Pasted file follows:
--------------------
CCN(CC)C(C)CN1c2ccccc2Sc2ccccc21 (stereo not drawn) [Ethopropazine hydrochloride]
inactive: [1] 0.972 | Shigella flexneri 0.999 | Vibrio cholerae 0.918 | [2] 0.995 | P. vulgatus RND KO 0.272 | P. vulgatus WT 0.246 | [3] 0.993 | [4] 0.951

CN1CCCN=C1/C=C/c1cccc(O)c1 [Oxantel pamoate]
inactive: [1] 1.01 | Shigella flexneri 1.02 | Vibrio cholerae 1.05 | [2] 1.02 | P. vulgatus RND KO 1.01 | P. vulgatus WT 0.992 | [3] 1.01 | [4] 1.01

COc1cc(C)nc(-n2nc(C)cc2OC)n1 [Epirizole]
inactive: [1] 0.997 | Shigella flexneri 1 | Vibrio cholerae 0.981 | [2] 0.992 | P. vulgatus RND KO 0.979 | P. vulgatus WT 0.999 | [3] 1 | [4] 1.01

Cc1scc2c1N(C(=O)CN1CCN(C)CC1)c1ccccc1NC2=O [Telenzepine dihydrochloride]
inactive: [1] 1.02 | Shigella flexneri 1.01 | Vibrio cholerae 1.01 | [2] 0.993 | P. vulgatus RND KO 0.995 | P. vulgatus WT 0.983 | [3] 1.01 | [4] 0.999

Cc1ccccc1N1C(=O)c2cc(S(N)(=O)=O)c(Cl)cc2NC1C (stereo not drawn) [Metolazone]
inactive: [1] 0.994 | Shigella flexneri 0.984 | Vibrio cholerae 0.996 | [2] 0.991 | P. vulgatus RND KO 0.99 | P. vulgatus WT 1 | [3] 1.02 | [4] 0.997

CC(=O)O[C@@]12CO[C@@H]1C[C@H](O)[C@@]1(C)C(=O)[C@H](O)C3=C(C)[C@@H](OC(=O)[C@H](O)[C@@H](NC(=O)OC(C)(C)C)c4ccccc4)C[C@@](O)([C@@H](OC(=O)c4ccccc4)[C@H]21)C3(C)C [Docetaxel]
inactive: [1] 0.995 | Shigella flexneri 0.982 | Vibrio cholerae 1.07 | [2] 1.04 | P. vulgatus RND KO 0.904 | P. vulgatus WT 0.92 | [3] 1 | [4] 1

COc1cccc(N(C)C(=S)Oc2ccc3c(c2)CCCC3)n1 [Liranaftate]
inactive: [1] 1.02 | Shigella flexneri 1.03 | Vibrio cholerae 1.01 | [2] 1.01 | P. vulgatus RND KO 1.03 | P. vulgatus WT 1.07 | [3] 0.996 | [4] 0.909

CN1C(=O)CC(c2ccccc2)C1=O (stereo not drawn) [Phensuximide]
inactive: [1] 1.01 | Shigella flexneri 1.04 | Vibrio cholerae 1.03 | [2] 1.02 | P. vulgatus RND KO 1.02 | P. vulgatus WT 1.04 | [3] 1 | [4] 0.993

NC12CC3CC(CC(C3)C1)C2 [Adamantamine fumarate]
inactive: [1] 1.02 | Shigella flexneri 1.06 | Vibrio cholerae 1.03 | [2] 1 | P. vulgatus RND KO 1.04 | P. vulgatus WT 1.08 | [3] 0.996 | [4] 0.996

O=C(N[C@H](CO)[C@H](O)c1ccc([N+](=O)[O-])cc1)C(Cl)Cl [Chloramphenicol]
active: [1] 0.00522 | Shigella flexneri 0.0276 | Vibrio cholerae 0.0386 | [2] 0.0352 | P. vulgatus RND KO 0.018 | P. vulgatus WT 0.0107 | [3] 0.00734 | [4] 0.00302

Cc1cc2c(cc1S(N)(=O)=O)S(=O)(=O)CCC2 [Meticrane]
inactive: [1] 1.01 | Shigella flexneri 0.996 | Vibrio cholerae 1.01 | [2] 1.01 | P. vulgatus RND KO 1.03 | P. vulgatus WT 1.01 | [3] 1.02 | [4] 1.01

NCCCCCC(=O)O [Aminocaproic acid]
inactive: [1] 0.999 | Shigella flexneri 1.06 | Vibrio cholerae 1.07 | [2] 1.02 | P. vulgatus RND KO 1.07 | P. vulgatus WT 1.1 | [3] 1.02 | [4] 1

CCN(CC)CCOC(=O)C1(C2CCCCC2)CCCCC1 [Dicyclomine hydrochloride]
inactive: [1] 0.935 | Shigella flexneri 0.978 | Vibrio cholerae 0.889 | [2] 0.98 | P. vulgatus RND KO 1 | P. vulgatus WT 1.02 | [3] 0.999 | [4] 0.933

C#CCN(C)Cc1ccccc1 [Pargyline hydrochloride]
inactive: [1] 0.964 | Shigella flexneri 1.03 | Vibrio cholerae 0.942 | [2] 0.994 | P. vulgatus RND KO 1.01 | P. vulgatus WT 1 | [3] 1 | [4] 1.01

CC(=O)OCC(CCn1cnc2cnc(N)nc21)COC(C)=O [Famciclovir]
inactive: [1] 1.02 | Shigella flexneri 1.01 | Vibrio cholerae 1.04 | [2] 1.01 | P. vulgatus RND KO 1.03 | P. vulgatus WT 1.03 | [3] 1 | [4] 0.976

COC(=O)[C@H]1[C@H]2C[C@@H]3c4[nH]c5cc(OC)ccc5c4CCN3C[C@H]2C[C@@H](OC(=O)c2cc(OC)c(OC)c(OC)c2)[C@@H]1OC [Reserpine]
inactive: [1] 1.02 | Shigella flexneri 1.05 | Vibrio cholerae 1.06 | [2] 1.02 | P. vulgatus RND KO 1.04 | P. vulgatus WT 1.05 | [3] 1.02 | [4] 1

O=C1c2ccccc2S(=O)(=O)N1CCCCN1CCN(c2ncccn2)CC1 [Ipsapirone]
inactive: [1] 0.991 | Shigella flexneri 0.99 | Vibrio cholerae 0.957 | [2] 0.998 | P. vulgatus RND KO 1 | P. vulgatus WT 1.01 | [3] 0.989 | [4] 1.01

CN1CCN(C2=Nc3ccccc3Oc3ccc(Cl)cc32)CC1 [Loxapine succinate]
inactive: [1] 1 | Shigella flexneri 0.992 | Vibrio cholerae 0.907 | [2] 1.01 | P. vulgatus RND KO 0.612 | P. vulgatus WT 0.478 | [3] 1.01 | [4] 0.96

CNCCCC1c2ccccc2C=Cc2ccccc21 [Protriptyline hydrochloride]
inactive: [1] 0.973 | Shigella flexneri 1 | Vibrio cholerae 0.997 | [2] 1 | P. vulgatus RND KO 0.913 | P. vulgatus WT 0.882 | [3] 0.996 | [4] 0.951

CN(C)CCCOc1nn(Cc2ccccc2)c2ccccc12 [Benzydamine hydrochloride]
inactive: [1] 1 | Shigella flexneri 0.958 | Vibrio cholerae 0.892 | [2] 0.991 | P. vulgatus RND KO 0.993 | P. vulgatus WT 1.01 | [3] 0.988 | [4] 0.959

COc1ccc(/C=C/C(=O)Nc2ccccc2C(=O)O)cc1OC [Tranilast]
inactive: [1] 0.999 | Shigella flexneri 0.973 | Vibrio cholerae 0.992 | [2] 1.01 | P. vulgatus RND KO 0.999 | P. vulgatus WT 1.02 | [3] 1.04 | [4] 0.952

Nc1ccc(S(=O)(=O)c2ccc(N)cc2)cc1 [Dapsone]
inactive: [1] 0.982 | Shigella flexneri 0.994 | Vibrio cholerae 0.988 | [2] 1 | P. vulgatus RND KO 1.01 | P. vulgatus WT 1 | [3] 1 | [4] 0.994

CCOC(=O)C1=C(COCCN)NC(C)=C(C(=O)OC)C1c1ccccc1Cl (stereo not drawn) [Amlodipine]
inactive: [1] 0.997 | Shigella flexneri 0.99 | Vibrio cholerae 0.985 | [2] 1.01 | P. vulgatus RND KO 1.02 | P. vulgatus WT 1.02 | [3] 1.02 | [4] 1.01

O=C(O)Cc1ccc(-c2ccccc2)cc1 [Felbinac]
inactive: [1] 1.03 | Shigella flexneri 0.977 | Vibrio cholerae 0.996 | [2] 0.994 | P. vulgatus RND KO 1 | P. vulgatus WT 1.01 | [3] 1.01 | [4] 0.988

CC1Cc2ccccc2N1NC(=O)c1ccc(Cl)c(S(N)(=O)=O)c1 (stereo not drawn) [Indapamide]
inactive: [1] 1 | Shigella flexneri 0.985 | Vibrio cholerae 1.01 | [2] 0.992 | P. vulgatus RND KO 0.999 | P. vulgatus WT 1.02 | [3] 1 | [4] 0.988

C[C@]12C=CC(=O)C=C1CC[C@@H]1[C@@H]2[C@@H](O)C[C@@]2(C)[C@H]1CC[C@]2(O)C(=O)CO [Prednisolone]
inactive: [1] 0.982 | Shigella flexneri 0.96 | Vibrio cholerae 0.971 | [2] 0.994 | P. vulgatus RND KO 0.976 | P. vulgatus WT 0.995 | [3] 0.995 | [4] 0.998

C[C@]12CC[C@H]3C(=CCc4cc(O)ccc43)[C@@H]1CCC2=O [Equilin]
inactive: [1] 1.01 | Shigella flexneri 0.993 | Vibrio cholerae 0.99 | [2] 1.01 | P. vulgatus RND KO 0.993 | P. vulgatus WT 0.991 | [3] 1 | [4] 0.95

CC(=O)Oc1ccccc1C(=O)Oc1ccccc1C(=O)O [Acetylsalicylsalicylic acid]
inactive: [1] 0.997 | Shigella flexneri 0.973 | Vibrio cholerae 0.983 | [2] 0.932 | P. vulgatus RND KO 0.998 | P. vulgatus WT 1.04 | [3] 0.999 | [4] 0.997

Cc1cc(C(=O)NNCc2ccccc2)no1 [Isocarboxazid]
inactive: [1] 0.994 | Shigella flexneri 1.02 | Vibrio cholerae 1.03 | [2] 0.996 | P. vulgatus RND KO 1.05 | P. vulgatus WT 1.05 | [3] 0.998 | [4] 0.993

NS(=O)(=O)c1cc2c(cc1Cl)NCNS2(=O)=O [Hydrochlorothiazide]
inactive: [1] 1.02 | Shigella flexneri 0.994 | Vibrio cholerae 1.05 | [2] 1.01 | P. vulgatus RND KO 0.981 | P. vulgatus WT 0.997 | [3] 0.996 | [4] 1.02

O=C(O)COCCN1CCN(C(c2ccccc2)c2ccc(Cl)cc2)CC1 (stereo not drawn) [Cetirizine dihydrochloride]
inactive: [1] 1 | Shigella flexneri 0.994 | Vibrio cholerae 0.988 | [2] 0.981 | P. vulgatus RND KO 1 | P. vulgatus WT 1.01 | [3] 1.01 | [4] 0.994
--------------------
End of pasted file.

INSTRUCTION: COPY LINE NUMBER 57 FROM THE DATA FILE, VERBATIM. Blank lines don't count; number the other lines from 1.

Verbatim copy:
Cc1cc(C(=O)NNCc2ccccc2)no1 [Isocarboxazid]